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Half Hollow Hills School Leaders Slam Melville Apartment Rezone







By Niall Fitzgerald

 

The leaders of the Half Hollow Hills (HHH) School District slammed the Huntington Town Board's proposed Melville 3,000 apartments rezone, for providing false enrollment and tax estimates, and cutting corners on required environmental, traffic and economic impact studies.

 

In March, 2024, Huntington Supervisor Ed Smyth and Councilman Sal Ferro filed a proposal to rezone one square mile (700 acres) of office and light industrial properties in Melville, into high-density four-story apartment blocks of up to 70 apartments per acre. If built, it would be the largest apartment development in Long Island history.

 

Smyth and Ferro sold the project as creating a "Walkable Town Center" off Route 110, but there was no plan for a Town Center - just thousands of dense apartments.  And the properties are owned by private owners, some of whom would see multi-million dollar windfalls, while others would be rezoned into access roads and asphalt parking lots.

 

In an open three-page letter to the entire Town Board, HHH Superintendent Dr. Patrick Harrigan and School Board President Diana Acampora raised a series of objections to the Smyth-Ferro proposal - including that it would impose a massive $20 million-plus tax increase on taxpayers in the school district.

 

"Typically, when a project of this scope, and frankly much smaller is under consideration...we have the opportunity to review the State Environmental Quality Review [SEQRA]... Impact statements," stated the HHH Schools letter. "At present, no such studies or information is available."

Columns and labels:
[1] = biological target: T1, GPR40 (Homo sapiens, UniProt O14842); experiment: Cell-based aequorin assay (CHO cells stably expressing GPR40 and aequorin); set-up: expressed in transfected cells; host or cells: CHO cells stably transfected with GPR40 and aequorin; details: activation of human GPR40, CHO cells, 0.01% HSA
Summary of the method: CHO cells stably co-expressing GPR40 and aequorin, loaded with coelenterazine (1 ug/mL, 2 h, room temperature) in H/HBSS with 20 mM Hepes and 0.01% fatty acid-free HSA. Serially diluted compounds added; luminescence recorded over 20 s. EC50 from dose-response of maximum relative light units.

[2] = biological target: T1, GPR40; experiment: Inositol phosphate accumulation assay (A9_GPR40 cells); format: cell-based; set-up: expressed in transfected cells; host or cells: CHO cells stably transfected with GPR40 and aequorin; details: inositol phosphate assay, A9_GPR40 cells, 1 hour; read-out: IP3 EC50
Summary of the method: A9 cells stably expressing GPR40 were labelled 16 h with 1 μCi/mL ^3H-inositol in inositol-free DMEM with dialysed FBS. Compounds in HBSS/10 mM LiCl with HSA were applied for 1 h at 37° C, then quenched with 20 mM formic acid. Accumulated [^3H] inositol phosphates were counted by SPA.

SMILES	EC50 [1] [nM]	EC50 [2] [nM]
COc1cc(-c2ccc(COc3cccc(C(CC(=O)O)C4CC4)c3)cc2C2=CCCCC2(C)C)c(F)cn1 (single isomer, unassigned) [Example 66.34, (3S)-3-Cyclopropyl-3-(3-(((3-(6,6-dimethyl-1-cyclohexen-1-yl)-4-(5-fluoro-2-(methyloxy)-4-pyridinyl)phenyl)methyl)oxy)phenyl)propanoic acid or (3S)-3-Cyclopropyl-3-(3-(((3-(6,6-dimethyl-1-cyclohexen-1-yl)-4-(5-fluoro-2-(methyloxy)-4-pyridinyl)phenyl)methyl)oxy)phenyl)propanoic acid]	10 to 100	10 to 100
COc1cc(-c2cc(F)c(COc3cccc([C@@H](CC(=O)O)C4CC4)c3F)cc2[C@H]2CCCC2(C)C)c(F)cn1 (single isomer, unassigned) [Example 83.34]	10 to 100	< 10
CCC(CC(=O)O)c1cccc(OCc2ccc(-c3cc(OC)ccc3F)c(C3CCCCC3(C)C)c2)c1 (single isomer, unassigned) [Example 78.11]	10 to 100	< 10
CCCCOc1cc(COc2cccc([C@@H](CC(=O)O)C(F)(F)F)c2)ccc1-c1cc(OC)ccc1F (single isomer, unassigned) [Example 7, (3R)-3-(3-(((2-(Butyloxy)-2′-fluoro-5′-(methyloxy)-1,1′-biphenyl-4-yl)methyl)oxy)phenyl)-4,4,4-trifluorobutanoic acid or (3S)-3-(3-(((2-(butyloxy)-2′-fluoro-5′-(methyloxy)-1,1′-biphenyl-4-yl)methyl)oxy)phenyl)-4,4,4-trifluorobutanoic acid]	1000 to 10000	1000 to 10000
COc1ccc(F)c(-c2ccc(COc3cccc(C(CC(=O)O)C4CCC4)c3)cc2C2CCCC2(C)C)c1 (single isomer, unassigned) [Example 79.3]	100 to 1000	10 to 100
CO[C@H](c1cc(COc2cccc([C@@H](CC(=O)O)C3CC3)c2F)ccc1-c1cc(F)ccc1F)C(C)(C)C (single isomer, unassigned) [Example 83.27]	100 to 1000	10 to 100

That is because Smyth had the Town Planning Department declare - ridiculously - that the 700 acres of new construction would have "no environmental impact" on Melville - in an attempt to evade normal state SEQRA requirements.

 

In addition, the HHH school leaders debunked the rosy student enrollment figures provided by Smyth, noting that the actual student enrollment from existing apartment blocks in HHH are "double the '11 units to 1 student' industry standard that you are using." 

 

The HHH leaders projected that increased student enrollment would be "approximately 640 students, not the 273 students you are using," and would force HHH to open an additional elementary school, hire more staff and raise taxes by more than $20.5 million annually.

 

The letter also questioned the arbitrary "pause" in construction after each 400 unit apartment block is constructed.  "Why then start with a large 3,000 residential unit plan if you recognize that 400 units are significant enough of a number to measure impact ?"

 

The Half Hollow School District is the largest school district in Huntington, covering Melville, Dix Hills, West Hills and part of East Northport. The district has nine schools, with an enrollment of 7,350 students and 650 teachers, and has a larger budget than the Town of Huntington.

 

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